CD: It’s difficult for me to give just one moment. I’m certainly proud of the titles I’ve won. Being World Tag Team Champions twice with Frankie and beating reDRagon and War Machine -- two of the best tag teams in our company -- to win those titles stands outm as does being the second World Television Champion in this company’s history and beating someone like Eddie Edwards, whom I respect greatly, for it. Walking out to the ring at Best in the World 2014 in Nashville with Frankie for the first time in Nashville wrestling reDRagon after being gone for almost four years stands out for me as well.
ROH: Can you see the finish line to your career approaching, and have you given any thought to life after your in-ring career is over?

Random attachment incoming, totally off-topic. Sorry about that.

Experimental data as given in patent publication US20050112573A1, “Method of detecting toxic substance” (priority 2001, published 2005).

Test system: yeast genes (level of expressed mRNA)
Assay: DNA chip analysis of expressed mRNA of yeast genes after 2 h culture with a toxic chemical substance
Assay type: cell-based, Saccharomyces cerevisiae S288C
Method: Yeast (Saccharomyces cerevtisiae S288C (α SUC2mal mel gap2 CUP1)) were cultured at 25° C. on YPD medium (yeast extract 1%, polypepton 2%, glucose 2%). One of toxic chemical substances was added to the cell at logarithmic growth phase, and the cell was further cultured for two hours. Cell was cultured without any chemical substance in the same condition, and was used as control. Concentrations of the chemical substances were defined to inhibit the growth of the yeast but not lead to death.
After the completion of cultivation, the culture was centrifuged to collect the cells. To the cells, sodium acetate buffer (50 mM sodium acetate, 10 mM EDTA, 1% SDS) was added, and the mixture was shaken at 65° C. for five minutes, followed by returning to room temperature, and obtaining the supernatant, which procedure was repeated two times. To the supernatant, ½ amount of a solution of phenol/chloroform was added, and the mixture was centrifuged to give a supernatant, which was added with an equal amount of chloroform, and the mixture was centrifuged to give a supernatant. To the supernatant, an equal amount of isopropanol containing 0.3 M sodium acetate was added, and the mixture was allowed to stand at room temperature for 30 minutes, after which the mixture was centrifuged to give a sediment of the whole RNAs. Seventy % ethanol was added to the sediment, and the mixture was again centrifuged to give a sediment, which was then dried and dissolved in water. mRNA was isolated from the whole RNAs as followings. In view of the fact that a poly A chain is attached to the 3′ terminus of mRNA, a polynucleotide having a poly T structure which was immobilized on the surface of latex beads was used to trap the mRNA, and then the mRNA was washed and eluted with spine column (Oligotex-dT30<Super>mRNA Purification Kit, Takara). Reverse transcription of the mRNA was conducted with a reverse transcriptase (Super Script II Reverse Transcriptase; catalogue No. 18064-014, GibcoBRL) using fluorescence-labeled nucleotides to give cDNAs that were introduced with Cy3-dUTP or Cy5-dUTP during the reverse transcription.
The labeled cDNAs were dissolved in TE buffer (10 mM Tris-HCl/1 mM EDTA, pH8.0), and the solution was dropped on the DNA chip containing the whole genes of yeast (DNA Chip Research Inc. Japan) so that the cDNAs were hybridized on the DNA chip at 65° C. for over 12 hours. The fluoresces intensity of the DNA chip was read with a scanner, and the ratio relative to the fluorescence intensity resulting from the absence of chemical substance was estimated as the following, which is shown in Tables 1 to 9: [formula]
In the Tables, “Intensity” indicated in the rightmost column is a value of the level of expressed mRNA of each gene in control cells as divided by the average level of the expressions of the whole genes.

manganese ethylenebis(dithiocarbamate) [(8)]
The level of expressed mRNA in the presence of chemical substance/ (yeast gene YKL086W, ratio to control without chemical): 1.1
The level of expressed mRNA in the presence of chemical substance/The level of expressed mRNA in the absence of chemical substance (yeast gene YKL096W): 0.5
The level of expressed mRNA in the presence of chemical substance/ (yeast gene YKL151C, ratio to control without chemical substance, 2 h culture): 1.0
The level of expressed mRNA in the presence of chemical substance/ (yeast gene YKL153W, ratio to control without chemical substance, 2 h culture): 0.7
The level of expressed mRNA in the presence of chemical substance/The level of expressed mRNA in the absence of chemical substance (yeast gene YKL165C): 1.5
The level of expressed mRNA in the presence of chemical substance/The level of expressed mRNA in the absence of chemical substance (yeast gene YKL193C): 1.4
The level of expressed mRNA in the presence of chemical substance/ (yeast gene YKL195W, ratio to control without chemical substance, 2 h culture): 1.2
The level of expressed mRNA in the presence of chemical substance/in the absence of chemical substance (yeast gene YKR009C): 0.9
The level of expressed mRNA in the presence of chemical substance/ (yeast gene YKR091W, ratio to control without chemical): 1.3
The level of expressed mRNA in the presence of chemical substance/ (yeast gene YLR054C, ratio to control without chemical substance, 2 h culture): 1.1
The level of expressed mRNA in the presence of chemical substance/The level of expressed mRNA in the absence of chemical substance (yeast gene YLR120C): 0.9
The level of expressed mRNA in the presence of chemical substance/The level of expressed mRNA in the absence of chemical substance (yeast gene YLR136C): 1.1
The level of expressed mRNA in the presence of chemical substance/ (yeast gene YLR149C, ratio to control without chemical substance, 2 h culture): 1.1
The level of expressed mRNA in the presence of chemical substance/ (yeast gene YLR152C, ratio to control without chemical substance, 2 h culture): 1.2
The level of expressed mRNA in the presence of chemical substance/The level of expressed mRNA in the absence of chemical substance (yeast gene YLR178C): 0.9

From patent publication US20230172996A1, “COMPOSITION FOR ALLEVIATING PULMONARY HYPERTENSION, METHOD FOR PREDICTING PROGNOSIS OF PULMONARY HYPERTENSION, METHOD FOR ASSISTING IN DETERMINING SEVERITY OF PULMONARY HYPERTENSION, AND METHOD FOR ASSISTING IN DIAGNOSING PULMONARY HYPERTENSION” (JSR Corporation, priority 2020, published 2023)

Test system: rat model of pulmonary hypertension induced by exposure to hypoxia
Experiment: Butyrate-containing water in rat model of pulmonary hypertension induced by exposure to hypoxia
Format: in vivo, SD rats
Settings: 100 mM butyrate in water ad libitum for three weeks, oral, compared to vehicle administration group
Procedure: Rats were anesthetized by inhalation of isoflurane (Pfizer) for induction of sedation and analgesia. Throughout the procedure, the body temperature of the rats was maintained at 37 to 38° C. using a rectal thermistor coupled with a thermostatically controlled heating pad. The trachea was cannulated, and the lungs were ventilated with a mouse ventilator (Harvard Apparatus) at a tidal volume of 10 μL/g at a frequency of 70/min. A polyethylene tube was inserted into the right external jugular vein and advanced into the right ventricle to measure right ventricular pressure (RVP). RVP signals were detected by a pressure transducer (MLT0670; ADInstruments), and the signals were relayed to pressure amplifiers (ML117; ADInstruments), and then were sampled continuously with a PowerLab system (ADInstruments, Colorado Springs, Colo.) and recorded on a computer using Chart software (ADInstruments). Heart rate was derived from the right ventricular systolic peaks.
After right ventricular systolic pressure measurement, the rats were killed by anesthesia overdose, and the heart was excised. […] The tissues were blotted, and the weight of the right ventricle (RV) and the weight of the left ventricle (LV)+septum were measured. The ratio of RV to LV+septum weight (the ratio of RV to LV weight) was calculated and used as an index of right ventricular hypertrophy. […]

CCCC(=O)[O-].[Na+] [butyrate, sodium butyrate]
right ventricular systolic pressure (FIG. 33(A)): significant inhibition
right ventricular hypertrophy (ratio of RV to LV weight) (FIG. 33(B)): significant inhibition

CD: I haven’t given any concrete thought to it. I don’t know if I see it yet from where I’m at, but I know it’s closer now than it’s ever been. It’s still hard to put a date on it or say, “Oh, I’ve got two years or six months or five years.” I certainly feel some of the matches a lot more than I did even three years ago. But at the same time, I know I’m one win away from being a champion again. If Frankie and I are given the opportunity, I feel like we can be World Tag Team Champions. And now with the Decade of Excellence tournament final, I could get an opportunity to be world champion finally after 15 years of Ring of Honor’s existence and 24 years of being in this business. This could be my shot, and so when things like this happen, it’s hard to say, “Oh well, I’m only going to do this another year or two years.” This opportunity clouds the finish line for me.